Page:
The Australian Institute of Sport (AIS) has strengthened its commitment to creating a safe and supportive community for LGBTIQ+ athletes, coaches and staff by becoming a Principal Partner Member of Pride in Sport.
Pride in Sport is Australia’s first and only sporting inclusion program specifically designed to assist sporting organisations with the inclusion of employees, players, volunteers and spectators with diverse genders and sexualities.
AIS CEO Peter Conde said it was important to join other national sporting organisations and become a member of Pride in Sport due to the leadership role the AIS can play in championing LGBTIQ+ inclusion within the organisation and high-performance system.
“LGBTIQ+ athletes, coaches, support staff and volunteers have the right to feel like they belong and are safe to participate in Australian sport,” said Mr Conde.
“This membership will inform how the AIS can create inclusive spaces by reducing homophobia, stigma, and discrimination. We know that when coaches, athletes support staff and volunteers can come to work as their full selves they’ll perform better and enjoy more fulfilled lives. Together we’re ensuring that sport is for everyone.”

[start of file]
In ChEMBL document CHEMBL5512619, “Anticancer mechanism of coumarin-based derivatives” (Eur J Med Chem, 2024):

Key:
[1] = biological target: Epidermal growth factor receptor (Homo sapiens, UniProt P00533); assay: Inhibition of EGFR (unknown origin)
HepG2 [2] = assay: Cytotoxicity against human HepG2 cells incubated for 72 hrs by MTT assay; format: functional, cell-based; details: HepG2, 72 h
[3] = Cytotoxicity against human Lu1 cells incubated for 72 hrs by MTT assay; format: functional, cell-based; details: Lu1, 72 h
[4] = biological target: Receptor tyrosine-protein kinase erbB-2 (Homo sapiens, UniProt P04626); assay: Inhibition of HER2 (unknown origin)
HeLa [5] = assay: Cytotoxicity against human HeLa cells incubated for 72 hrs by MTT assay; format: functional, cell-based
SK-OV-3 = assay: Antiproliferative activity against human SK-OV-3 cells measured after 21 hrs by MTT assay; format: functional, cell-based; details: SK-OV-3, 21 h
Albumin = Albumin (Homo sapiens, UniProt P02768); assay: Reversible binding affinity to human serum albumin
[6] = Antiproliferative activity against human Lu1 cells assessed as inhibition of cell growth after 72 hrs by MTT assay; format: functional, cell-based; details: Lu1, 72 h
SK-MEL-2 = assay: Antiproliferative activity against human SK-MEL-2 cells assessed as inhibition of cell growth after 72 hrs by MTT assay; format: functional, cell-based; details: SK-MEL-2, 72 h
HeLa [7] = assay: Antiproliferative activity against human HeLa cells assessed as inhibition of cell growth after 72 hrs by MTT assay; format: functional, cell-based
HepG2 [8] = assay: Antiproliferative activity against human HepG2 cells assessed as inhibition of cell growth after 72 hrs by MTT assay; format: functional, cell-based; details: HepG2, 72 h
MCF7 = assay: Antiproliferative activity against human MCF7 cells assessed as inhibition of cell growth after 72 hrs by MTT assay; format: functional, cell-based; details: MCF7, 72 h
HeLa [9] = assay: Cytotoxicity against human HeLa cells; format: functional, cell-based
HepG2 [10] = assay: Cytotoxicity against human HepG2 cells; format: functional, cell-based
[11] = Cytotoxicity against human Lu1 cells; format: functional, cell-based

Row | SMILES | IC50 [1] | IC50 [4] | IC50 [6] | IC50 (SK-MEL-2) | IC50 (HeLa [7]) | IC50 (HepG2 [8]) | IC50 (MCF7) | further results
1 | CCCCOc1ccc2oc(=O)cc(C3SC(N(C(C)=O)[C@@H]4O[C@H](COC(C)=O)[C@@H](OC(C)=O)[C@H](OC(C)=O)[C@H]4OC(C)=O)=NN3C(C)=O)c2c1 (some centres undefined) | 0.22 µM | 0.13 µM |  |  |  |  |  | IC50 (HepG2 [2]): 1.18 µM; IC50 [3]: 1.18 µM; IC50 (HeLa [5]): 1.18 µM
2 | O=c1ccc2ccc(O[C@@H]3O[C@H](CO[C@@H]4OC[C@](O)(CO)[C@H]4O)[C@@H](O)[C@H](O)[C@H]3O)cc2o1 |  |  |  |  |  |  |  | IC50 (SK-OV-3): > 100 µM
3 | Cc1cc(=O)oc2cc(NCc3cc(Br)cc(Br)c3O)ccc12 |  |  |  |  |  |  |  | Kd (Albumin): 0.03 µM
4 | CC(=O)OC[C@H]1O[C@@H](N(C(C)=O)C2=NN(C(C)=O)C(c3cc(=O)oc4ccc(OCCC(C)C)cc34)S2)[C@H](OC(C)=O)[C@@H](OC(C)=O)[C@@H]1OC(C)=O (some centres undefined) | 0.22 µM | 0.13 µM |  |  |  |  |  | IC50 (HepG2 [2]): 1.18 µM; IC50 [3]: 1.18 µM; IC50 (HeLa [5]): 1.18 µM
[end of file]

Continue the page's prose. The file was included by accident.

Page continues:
To reinforce this aim and celebrate Pride Month, Mr Conde and AIS Director of People Development and Wellbeing Matti Clements teamed up with Australian Water Polo Captain Rowie Webster and gymnast Heath Thorpe to publicly state their support for the LGBTIQ+ community.
For Webster, the AIS’ support for Pride in Sport was welcome news as she prepares to depart for Tokyo for what will be her third Olympic Games.
“I’m really proud of the AIS to have the Pride in Sport membership because it promotes that we are moving in the right direction,” said Webster. “LGBTIQ+ inclusion in sport is really important to me because currently 75 percent of LGBTIQ+ women are still in the closet in the world of sport.
“It needs to be recognised that there is more work to do in making sure that there is a safe environment for athletes in the LGBTIQ+ community to reduce stigma, work collectively together as a team and have role models to look up to.”
Thorpe agreed and added: “It means so much to me as a queer athlete that the AIS has partnered with Pride in Sport. Significant cultural change always needs to come from the top and this is both an impressive and important first step to increasing inclusiveness and diversity within Australian sport.
“Athletes and sporting organisations are incredible role models to so many people around Australia and I’d love to see sporting organisations to continue to use that status and to push the idea that you don’t have to be in the community to support the community,” said Thorpe.
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Image: Rowie Webster – courtesy of AIS